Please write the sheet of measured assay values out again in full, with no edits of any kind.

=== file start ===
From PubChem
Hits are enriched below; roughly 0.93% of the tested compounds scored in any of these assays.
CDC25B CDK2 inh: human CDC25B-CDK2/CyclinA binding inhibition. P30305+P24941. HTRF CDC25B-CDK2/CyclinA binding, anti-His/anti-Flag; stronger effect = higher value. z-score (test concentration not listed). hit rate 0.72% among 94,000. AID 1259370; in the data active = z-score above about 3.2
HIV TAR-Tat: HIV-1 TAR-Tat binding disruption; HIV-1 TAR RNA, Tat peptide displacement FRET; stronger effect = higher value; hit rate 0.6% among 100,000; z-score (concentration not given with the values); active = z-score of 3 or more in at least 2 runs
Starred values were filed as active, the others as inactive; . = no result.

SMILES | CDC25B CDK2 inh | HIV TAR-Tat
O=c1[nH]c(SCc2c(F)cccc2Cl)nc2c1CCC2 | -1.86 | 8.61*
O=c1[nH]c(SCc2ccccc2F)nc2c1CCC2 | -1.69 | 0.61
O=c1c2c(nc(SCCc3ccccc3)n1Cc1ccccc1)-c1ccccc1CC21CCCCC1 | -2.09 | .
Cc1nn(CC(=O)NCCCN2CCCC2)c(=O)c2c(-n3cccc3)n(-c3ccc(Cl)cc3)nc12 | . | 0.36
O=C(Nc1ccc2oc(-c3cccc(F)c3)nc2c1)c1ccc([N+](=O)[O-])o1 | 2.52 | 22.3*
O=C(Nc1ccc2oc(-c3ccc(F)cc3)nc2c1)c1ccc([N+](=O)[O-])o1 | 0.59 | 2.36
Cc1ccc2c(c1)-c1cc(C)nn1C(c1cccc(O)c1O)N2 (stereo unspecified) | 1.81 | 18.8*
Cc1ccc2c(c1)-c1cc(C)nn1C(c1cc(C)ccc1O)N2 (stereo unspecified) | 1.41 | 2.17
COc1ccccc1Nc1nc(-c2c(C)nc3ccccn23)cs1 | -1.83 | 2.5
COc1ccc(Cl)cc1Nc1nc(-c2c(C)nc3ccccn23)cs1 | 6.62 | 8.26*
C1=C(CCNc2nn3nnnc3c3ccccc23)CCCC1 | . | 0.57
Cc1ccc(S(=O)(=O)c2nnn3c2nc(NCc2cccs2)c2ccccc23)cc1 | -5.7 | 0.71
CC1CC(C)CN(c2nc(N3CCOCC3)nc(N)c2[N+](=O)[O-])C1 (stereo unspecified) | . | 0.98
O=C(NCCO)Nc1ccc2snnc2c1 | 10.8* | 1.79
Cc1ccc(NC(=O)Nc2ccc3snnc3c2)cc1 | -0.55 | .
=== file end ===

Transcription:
From PubChem
Hits are enriched below; roughly 0.93% of the tested compounds scored in any of these assays.
CDC25B CDK2 inh: human CDC25B-CDK2/CyclinA binding inhibition. P30305+P24941. HTRF CDC25B-CDK2/CyclinA binding, anti-His/anti-Flag; stronger effect = higher value. z-score (test concentration not listed). hit rate 0.72% among 94,000. AID 1259370; in the data active = z-score above about 3.2
HIV TAR-Tat: HIV-1 TAR-Tat binding disruption; HIV-1 TAR RNA, Tat peptide displacement FRET; stronger effect = higher value; hit rate 0.6% among 100,000; z-score (concentration not given with the values); active = z-score of 3 or more in at least 2 runs
Starred values were filed as active, the others as inactive; . = no result.

SMILES | CDC25B CDK2 inh | HIV TAR-Tat
O=c1[nH]c(SCc2c(F)cccc2Cl)nc2c1CCC2 | -1.86 | 8.61*
O=c1[nH]c(SCc2ccccc2F)nc2c1CCC2 | -1.69 | 0.61
O=c1c2c(nc(SCCc3ccccc3)n1Cc1ccccc1)-c1ccccc1CC21CCCCC1 | -2.09 | .
Cc1nn(CC(=O)NCCCN2CCCC2)c(=O)c2c(-n3cccc3)n(-c3ccc(Cl)cc3)nc12 | . | 0.36
O=C(Nc1ccc2oc(-c3cccc(F)c3)nc2c1)c1ccc([N+](=O)[O-])o1 | 2.52 | 22.3*
O=C(Nc1ccc2oc(-c3ccc(F)cc3)nc2c1)c1ccc([N+](=O)[O-])o1 | 0.59 | 2.36
Cc1ccc2c(c1)-c1cc(C)nn1C(c1cccc(O)c1O)N2 (stereo unspecified) | 1.81 | 18.8*
Cc1ccc2c(c1)-c1cc(C)nn1C(c1cc(C)ccc1O)N2 (stereo unspecified) | 1.41 | 2.17
COc1ccccc1Nc1nc(-c2c(C)nc3ccccn23)cs1 | -1.83 | 2.5
COc1ccc(Cl)cc1Nc1nc(-c2c(C)nc3ccccn23)cs1 | 6.62 | 8.26*
C1=C(CCNc2nn3nnnc3c3ccccc23)CCCC1 | . | 0.57
Cc1ccc(S(=O)(=O)c2nnn3c2nc(NCc2cccs2)c2ccccc23)cc1 | -5.7 | 0.71
CC1CC(C)CN(c2nc(N3CCOCC3)nc(N)c2[N+](=O)[O-])C1 (stereo unspecified) | . | 0.98
O=C(NCCO)Nc1ccc2snnc2c1 | 10.8* | 1.79
Cc1ccc(NC(=O)Nc2ccc3snnc3c2)cc1 | -0.55 | .